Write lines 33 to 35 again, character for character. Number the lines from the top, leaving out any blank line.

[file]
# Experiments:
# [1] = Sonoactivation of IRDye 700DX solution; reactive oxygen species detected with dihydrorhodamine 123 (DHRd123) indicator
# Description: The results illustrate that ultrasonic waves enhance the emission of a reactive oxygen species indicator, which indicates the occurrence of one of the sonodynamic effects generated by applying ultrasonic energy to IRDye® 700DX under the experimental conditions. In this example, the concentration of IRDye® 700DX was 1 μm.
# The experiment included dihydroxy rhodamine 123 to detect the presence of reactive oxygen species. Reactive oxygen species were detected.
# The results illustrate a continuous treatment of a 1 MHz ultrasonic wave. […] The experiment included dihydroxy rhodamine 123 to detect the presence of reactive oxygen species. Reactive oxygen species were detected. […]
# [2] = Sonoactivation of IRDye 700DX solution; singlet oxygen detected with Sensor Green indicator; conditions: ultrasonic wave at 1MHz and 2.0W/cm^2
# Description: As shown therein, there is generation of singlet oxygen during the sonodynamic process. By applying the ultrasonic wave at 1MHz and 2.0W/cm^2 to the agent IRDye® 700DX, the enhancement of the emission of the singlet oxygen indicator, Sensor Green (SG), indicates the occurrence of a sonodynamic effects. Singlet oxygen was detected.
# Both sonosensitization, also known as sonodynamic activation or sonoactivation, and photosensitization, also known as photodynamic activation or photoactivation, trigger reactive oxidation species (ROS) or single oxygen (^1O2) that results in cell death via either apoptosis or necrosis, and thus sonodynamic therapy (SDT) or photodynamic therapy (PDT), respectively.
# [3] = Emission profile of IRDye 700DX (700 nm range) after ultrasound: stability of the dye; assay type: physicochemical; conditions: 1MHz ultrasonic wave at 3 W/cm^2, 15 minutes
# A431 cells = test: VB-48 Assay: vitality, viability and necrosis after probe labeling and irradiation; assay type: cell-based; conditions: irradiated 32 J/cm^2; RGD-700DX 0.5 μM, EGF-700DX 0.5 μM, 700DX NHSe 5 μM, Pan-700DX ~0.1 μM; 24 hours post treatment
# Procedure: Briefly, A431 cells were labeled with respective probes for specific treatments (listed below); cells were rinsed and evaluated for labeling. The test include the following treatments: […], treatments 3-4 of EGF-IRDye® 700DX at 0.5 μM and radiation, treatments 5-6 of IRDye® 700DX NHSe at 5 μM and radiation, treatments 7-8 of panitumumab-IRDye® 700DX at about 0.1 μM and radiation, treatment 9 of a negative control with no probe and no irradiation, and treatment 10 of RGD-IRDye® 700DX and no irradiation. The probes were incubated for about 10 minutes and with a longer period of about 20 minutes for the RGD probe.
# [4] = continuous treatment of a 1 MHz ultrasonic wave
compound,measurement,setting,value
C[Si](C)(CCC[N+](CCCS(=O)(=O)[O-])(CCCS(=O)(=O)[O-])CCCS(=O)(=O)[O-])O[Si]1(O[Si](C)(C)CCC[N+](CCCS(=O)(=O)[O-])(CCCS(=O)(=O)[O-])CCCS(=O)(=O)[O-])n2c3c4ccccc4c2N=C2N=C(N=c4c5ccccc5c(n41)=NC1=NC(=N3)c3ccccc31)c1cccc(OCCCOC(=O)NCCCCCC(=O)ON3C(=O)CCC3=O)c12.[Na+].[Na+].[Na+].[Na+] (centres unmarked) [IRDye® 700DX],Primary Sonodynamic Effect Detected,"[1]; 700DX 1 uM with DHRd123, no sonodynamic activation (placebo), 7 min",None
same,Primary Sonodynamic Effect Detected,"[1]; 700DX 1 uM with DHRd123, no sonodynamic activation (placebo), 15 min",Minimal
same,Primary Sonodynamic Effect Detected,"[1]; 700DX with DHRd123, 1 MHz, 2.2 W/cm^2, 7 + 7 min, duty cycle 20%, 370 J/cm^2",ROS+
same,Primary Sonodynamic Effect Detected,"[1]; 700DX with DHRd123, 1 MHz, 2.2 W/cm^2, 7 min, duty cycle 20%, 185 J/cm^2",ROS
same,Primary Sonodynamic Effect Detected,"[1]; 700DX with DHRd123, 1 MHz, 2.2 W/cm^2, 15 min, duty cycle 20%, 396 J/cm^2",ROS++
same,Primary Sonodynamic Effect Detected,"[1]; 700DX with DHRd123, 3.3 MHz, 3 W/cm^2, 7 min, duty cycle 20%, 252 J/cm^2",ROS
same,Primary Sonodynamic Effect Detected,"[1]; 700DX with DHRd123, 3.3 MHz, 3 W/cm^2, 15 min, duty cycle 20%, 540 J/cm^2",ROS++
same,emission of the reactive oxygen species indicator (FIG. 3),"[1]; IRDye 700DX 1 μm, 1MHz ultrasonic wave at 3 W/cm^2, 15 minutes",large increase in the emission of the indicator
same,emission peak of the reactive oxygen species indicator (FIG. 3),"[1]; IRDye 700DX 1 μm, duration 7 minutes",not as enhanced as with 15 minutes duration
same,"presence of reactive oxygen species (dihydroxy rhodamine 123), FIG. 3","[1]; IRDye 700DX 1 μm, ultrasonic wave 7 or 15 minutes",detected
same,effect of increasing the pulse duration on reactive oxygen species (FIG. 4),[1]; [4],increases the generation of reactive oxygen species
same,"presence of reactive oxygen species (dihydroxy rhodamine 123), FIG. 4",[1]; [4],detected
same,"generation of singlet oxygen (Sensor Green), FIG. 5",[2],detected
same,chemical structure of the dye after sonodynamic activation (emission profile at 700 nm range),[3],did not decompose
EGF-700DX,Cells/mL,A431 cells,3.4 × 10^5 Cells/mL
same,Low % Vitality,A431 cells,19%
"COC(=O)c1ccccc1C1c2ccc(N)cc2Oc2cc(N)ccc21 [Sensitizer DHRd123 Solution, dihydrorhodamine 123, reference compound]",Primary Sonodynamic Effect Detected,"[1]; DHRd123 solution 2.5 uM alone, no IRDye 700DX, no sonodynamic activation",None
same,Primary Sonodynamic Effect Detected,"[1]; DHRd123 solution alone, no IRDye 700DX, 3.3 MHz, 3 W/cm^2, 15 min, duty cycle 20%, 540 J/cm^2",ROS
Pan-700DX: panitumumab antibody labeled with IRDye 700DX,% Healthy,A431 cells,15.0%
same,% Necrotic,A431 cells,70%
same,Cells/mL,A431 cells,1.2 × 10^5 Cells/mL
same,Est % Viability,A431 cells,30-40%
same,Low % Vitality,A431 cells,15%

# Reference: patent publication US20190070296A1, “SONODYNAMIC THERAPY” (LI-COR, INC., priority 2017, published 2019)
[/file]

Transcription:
same,% Necrotic,A431 cells,70%
same,Cells/mL,A431 cells,1.2 × 10^5 Cells/mL
same,Est % Viability,A431 cells,30-40%